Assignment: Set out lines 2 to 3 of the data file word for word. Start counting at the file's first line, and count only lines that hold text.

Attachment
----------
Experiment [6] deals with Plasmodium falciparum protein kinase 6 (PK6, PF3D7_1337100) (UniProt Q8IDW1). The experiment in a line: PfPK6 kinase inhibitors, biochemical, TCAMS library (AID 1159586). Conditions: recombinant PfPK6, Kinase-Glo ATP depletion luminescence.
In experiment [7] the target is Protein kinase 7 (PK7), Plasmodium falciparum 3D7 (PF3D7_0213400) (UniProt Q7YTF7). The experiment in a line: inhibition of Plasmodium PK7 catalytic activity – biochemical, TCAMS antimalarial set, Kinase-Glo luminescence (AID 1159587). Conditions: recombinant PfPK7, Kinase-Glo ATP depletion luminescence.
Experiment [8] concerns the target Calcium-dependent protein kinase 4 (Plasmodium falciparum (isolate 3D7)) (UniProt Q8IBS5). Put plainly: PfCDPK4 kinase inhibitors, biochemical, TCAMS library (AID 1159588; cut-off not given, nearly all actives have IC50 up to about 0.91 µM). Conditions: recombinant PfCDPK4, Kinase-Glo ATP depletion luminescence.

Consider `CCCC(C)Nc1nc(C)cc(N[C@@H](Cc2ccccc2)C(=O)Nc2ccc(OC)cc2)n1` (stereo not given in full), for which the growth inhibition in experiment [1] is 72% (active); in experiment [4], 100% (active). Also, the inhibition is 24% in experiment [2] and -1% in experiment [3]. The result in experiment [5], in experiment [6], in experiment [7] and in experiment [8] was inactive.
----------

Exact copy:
In experiment [7] the target is Protein kinase 7 (PK7), Plasmodium falciparum 3D7 (PF3D7_0213400) (UniProt Q7YTF7). The experiment in a line: inhibition of Plasmodium PK7 catalytic activity – biochemical, TCAMS antimalarial set, Kinase-Glo luminescence (AID 1159587). Conditions: recombinant PfPK7, Kinase-Glo ATP depletion luminescence.
Experiment [8] concerns the target Calcium-dependent protein kinase 4 (Plasmodium falciparum (isolate 3D7)) (UniProt Q8IBS5). Put plainly: PfCDPK4 kinase inhibitors, biochemical, TCAMS library (AID 1159588; cut-off not given, nearly all actives have IC50 up to about 0.91 µM). Conditions: recombinant PfCDPK4, Kinase-Glo ATP depletion luminescence.